three life changing words

Lately I’ve been thinking about my “shitty roommate”.  This is my personal inner voice—she makes me doubt myself all the time.  She puts those snarky thoughts in my head that I’m “not good enough”, “not reaching my potential” or “if only you were more like…”.

Shame is the inner language of self-attack and self-blame AND shame is my shitty roommate’s jam.

Instead of trying to kick her out (which is exhausting and nearly impossible), I’ve decided to get more curious about her…even love her up a bit. Yes, she’s manipulative AND she also has pushed me.  We’re really quite competitive.  When she has my ear, she’s granted me the opportunity to self-correct behavior that doesn’t line up with my values, seek forgiveness from those I’ve wronged or offer myself a little grace.

But now, it’s time to change the rules of engagement using one short sentence. 

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The more I say it, the more power it has for all sorts of situations in my life.

When I question her language, my shitty roommate just puts her headphones on and leaves me alone until the next time…and there will always be a next time.  She hates those three words, however, we do seem to be getting along a little better lately.

Seeking Middle Ground

I think our civilization clearly depends upon finding some middle ground.  I know my own family isn’t talking as much because of the polarized political climate.  We may be reaching a tipping point of sorts, at least that’s what it feels like to me.  I’m hopeful that we can shift course.  I believe in the goodness of our shared humanity.

MIDDLE GROUND; a standpoint or area midway between extreme or opposing positions, options, or objectives (Merriam Webster)

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We are living in unprecedented times.  A time of chaotic polarity in our civic lives. The lack of middle ground is causing stress to the many systems we all operate in; family, community, government and work.  My husband and I are trying to hold some middle ground and manage the stress and anxiety in our home.  We’re listening to our children and trying to offer counterpoints to the dizzying array of sound bites & headlines out there fighting for our attention every minute of every day. 

I don’t think I’ve hidden my politics from anyone, however, my moderation might be surprising.  Labels are easier for all of us than asking questions or being curious about the WHY of someone’s beliefs.  We’re ALL guilty of not asking questions and making too many assumptions about others.

I grew up in a very conservative family in the South Dakota.  I have deep knowledge of how political beliefs are shaped from both sides of the political aisle.  My paternal Grandfather, Louis Lillibridge was an intellectual and a moderate—in my estimation anyway.  Grandpa could consider a lot of competing ideasHe studied other religions and ideologies.  He read constantly.  I adored him for many reasons, but mostly I felt heard by him.  Don’t we all want to be heard even if people don’t agree with us?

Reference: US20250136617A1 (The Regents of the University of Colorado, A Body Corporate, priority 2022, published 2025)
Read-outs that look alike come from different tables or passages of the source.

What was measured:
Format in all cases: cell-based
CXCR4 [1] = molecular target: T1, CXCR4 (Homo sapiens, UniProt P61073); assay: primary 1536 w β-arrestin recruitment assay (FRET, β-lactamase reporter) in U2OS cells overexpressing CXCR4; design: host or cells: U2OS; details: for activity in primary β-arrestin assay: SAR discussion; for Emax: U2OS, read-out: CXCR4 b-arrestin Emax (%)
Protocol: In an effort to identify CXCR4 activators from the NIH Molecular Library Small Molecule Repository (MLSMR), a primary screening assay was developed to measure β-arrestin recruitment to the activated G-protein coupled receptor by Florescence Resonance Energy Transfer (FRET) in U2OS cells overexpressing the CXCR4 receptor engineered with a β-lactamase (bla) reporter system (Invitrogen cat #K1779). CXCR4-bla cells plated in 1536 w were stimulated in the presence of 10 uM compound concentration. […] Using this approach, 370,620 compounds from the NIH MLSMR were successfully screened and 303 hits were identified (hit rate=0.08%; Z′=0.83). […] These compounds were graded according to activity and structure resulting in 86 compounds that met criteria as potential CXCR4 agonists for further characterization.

We can’t really be heard if we aren’t willing to listen too.

My politics were left leaning before I left conservative Sioux Falls College (now the University of Sioux Falls) in 1988.  For my family it was easier to blame my democratic husband who hailed from Massachusetts than to believe I was an outlier.  My first experience out of college was to move to New Zealand and work at a non-denominational Christian Radio Station (Radio Rhema) http://www.rhema.co.nz/.  My friends were from all over the world and it was fascinating.  I actually met the King of Tonga.  I heard stories from so many unique perspectives and experiences.  This time in my life greatly shaped my personal beliefs.  Travel made the world seem quite small in some ways, completely accessible and ready for exploration.

I consider myself proudly American AND a global citizen.  My early travel opportunites had a big affect on my choices.  It eventually led me to Burlington, Vermont, where I’ve lived since New Year’s Day 1990.  Our community is rich with diversity and I feel it’s been quite an education for myself and my family.

My daughters have friends from all over the world (including Muslim kids, many who spent time in refuge camps).  They’ve heard interesting stories since early elementary school from their classmates.  This is simply our family’s circumstance of living in Burlington, Vermont.  I acknowledge that not having contact with people of various nationalities, who dress, speak, and worship differently can make people more fearful.  I do understand this from growing up in rural South Dakota AND I don’t pretend to understand what other people feel about this issue.  I’m only speaking from my own experience.